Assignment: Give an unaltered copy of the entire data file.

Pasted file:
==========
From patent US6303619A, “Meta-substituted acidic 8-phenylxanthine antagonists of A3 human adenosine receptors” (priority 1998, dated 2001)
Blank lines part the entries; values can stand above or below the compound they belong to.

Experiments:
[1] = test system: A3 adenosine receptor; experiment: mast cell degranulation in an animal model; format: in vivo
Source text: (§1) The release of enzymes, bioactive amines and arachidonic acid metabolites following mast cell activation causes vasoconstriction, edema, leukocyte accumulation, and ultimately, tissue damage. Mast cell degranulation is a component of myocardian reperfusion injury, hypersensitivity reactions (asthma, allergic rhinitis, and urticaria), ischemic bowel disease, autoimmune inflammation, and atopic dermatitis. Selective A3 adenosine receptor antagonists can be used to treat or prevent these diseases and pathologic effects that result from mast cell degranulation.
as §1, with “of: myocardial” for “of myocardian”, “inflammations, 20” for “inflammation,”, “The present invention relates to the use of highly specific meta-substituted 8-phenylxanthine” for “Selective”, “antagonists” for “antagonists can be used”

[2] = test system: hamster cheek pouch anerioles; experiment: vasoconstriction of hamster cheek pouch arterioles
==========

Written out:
From patent US6303619A, “Meta-substituted acidic 8-phenylxanthine antagonists of A3 human adenosine receptors” (priority 1998, dated 2001)
Blank lines part the entries; values can stand above or below the compound they belong to.

Experiments:
[1] = test system: A3 adenosine receptor; experiment: mast cell degranulation in an animal model; format: in vivo
Source text: (§1) The release of enzymes, bioactive amines and arachidonic acid metabolites following mast cell activation causes vasoconstriction, edema, leukocyte accumulation, and ultimately, tissue damage. Mast cell degranulation is a component of myocardian reperfusion injury, hypersensitivity reactions (asthma, allergic rhinitis, and urticaria), ischemic bowel disease, autoimmune inflammation, and atopic dermatitis. Selective A3 adenosine receptor antagonists can be used to treat or prevent these diseases and pathologic effects that result from mast cell degranulation.
as §1, with “of: myocardial” for “of myocardian”, “inflammations, 20” for “inflammation,”, “The present invention relates to the use of highly specific meta-substituted 8-phenylxanthine” for “Selective”, “antagonists” for “antagonists can be used”

[2] = test system: hamster cheek pouch anerioles; experiment: vasoconstriction of hamster cheek pouch arterioles